(see para. 60, operative part 3)







JUDGMENT OF THE COURT (First Chamber)

5 October 2006 (*)

(Internal taxation – Registration duty on motor vehicles – Used motor vehicles – Importation)

In Joined Cases C-290/05 and C-333/05,

REFERENCES for a preliminary ruling under Article 234 EC from the Hajdú-Bihar Megyei Bíróság and the Bács-Kiskun Megyei Bíróság (Hungary), made by decisions of 3 March and 12 July 2005, received at the Court on 19 July and 14 September 2005 respectively, in the proceedings

Ákos Nádasdi (C-290/05)

v

Vám- és Pénzügyőrség Észak-Alföldi Regionális Parancsnoksága,

and

Ilona Németh (C-333/05)

v

Vám- és Pénzügyőrség Dél-Alföldi Regionális Parancsnoksága,

THE COURT (First Chamber),

composed of P. Jann, President of the Chamber, N. Colneric (Rapporteur), J.N. Cunha Rodrigues, M. Ilešič and E. Levits, Judges,

Advocate General: E. Sharpston,

Registrar: B. Fülöp, Administrator,

having regard to the written procedure and further to the hearing on 1 June 2006 (C-290/05),

after considering the observations submitted on behalf of:

–        Mr Nádasdi, by Z. Lampé, ügyvéd,

–        Mrs Németh, by I. Szabados, ügyvéd,

–        the Hungarian Government, by P. Gottfried (C-290/05 and C-333/05), R. Somssich and A. Müller (C‑290/05), acting as Agents,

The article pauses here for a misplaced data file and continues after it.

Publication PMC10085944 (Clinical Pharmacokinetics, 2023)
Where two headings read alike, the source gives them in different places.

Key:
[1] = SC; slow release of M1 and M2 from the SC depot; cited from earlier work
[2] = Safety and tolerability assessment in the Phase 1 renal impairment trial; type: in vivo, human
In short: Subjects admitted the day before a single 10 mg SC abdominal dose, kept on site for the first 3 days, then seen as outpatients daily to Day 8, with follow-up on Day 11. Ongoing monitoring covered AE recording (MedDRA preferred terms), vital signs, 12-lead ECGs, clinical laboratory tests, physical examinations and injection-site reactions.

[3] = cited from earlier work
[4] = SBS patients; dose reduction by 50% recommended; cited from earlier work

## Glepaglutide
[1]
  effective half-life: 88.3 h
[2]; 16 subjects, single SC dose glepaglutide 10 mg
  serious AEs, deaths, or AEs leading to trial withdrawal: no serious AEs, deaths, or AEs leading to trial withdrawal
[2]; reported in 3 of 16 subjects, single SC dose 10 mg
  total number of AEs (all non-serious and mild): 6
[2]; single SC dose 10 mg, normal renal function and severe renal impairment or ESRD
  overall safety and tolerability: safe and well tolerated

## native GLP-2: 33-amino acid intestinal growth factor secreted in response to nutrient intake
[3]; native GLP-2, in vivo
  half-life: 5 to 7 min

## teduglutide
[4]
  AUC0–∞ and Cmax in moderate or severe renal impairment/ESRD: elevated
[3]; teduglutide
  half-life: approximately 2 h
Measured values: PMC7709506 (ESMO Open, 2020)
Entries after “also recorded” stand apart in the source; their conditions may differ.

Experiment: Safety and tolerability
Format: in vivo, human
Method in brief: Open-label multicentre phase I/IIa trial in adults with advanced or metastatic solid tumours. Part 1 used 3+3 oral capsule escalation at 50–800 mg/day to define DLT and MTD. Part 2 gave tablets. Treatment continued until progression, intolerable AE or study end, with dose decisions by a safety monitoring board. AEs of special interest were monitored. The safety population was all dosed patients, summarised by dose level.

–        the Polish Government, by J. Pietras, acting as Agent,

–        the Commission of the European Communities, by R. Lyal and K. Riczné-Talabér, acting as Agents,

after hearing the Opinion of the Advocate General at the sitting on 13 July 2006,

gives the following

Judgment

1        The references for a preliminary ruling concern the interpretation of Articles 23 EC, 25 EC, 28 EC and 90 EC as well as Article 33 of the Sixth Council Directive 77/388/EEC of 17 May 1977 on the harmonisation of the laws of the Member States relating to turnover taxes – Common system of value added tax: uniform basis of assessment (OJ 1977 L 145, p. 1), as amended by Council Directive 91/680/EEC of 16 December 1991 (OJ 1991 L 376, p. 1) (‘the Sixth Directive’).

2        Those questions were raised in the context of disputes between (i) Mr Nádasdi and the Vám- és Pénzügyőrség Észak-Alföldi Regionális Parancsnoksága (Directorate of the Customs and Finance Guard for the region of Észak-Alföld) and (ii) Mrs Németh and the Vám- és Pénzügyőrség Dél-Alföldi Regionális Parancsnoksága (Directorate of the Customs and Finance Guard for the region of Dél-Alföld) regarding a registration duty charged when they registered, in Hungary, used motor vehicles bought in Germany.

 Legal context

 Community law

3        Article 23 EC states:

‘1.      The Community shall be based upon a customs union which shall cover all trade in goods and which shall involve the prohibition between Member States of customs duties on imports and exports and of all charges having equivalent effect, and the adoption of a common customs tariff in their relations with third countries.

2.      The provisions of Article 25 and of Chapter 2 of this Title shall apply to products originating in Member States and to products coming from third countries which are in free circulation in Member States.’